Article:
As far back as '97 I had a Dell notebook that did this (it called it "Suspend-to-disk"), but about half the time after it finished unhibernating it would lock up.  In Windows XP it works a lot better on my new laptop, but on my desktop the USB components would frequently not respond after unhibernate, so I gave up using it there.  But perhaps by now there's a fix for it?

Kyralessa
Monday, February 09, 2004

Stephen,

I'm finding this "twice as fast boot" hard to credit. I just timed my Win2000 startup. From the point where I select the OS in the boot, it's 20s to see the desktop background, and overall 50s to a fully working desktop, including antivirus and personal firewall running in the background. This is on a Athlon 1800XP with 512M, and a Seagate Barracuda IV drive, hardly state of the art.

Are you really saying that with Windows XP I could be looking at the desktop within 10s and be able to work after 25s?? If so, I need to take a long hard look at our WinXP machine, cos it's not doing anything like that well.

Dave Hallett
Tuesday, February 10, 2004

I have a 733Mhz W2K desktop. Before I see the desktop background we are talking 90 seconds or more. On my 1.6Ghz XP laptop I see the desktop in around 15-20 seconds, and it's even quicker with the 2.4Ghz XP desktops we have in the language lab.

We have a 1Ghz W2K machine in my office that sometimes takes up to five minutes before you see the desktop.

I'm told the slowdown occurs with W2K trying to set up networking, but all the W2K machines I have worked with end up taking ages to  reach the logon.

Stephen Jones
Tuesday, February 10, 2004

Thanks for the clarification - confirms my impression. More than likely the networking services are the problem, because I'm on dial-up here and hence have most of them disabled. If you need them, of course, that would be different.

Another possibility that occurs to me is that WinXP may be better at resolving dependencies and starting services in parallel rather than serially, if Windows can do that. I know something similar is possible in Linux. Then if like me, you have very few services running, the two OSes would look much the same, but if you had to run lots of services, XP would boot more quickly. That's just a wild guess - I have no idea whether it's true!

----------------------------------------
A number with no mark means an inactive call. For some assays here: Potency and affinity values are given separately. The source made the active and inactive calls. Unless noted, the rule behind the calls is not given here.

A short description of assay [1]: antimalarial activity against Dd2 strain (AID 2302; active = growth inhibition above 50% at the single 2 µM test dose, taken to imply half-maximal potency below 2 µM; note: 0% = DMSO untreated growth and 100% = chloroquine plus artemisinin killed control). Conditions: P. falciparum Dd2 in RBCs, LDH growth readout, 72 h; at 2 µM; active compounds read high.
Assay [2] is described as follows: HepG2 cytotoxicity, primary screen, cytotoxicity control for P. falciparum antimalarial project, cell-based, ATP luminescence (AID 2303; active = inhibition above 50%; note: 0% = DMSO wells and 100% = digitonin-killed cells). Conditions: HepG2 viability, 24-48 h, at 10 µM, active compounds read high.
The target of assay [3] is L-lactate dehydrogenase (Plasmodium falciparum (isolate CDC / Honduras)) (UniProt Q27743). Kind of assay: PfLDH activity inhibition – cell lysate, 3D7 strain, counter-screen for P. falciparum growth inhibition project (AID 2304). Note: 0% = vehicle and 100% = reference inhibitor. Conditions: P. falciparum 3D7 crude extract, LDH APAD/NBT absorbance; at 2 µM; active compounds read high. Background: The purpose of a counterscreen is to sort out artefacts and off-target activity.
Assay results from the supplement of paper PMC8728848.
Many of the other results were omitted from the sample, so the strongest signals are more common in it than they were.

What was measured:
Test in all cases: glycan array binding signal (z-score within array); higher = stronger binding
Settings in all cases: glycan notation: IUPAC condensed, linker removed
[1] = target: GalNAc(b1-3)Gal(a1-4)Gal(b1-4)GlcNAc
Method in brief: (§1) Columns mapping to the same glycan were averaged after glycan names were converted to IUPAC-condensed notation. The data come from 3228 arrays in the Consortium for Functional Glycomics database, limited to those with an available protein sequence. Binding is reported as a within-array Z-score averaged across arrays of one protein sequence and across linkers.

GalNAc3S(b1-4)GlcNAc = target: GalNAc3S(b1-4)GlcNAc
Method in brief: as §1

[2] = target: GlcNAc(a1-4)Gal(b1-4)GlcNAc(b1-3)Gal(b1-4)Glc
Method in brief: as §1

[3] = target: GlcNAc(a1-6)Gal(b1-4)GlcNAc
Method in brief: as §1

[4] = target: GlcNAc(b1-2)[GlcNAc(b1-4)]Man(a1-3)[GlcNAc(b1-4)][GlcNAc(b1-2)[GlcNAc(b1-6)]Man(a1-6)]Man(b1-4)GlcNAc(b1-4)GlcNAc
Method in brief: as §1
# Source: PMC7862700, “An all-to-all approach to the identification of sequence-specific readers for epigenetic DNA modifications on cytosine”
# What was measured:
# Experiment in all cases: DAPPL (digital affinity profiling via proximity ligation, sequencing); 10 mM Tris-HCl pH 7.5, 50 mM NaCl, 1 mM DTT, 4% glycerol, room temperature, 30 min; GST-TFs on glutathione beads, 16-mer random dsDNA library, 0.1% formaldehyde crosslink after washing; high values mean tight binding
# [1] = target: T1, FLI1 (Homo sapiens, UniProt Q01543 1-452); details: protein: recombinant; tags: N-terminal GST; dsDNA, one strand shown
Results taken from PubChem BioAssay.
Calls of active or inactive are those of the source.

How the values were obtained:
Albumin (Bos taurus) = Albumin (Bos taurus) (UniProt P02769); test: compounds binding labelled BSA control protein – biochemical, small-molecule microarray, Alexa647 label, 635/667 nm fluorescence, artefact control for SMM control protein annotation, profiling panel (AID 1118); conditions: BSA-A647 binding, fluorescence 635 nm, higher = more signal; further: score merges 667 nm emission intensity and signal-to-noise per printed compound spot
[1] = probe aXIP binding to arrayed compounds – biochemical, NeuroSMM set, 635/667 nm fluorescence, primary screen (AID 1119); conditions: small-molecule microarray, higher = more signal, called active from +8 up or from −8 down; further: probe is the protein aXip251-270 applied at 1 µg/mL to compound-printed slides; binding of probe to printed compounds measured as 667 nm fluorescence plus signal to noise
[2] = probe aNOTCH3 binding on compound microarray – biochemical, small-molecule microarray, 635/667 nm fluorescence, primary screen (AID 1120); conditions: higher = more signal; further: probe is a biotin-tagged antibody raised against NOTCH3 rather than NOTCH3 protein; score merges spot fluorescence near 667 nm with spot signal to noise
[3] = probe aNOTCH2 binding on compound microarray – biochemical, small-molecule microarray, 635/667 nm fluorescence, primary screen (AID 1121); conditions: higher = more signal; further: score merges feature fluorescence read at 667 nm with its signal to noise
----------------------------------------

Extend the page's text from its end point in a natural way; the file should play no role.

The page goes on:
Dave Hallett
Tuesday, February 10, 2004

"From the point where I select the OS in the boot, it's 20s to see the desktop background, and overall 50s to a fully working desktop, including antivirus and personal firewall running in the background."

Login screen in 10 seconds, fully working desktop 20 seconds. Windows XP Pro, Pentium 4 2.53GHz, 1GB of RAM, 120GB x 2 SATA RAID.

In my experience, the biggest factor in bootup time is the speed of the disks.

Brad Wilson (dotnetguy.techieswithcats.com)
Tuesday, February 10, 2004

Uh, I don't think anyone would debate that, Brad. I was just interested in the relative speeds of XP vs. 2000, because I was well aware that MS had put a lot of effort in to improving boot times for XP, and yet I couldn't see any difference in my experience. If that's because I don't need any networking stuff, fair enough, I can understand that. The sad thing is that there are probably loads of home users sitting around berating their sluggish 2000 boot up, and thinking about moving to XP to get a quicker boot time, when all they have to do is configure the thing properly. It's a shame.

Dave Hallett
Tuesday, February 10, 2004

"Sleep" on my machine turns it off completely (no fans whatsoever).

It takes about 1 sec. to rev back up -- actually the CRT needs about 3 secs -- and it's right where I left it, Winamp picks up playing, everything.

Alex.ro
Tuesday, February 10, 2004

well, my computers really messed up. P4, 2GHZ... 512 ram
it's had this problem since i bought it but i couldnt be arsed to do anything about it.
This only occurs with Win 2K btw, right... my computer literally takes about 10 minutes to boot up, no idea why. When i format and boot up its fine, as soon as i install the nvidia geforce drivers then reboot, it takes around 10 minutes, and gets slower with every program i install, damn i'd love to have like 30 seconds boot time, lucky bastards :)

Greg RJ. Stephens
Thursday, March 18, 2004

but the whole performance of the PC is fine, just the bootup time is rediculous

Greg RJ. Stephens
Thursday, March 18, 2004

Greg, your exactly right on about the geforce drivers.

I just recently bought a new hard drive for my win2kpro machine.  To make a long story short I formated and installed twice because of a problem with zonealarm and checkdisk and what I found out was don't install the video drivers until last.

Even after the installation of sp4 and all the other windows updates and AV and software firewall and a few other utilities my boot time was less then 30 seconds.

As soon as you install your video drivers it's up around 4-5 minutes.  But I have to say for me it never get any longer then this after other programs are installed.

E. Jaws
Friday, June 25, 2004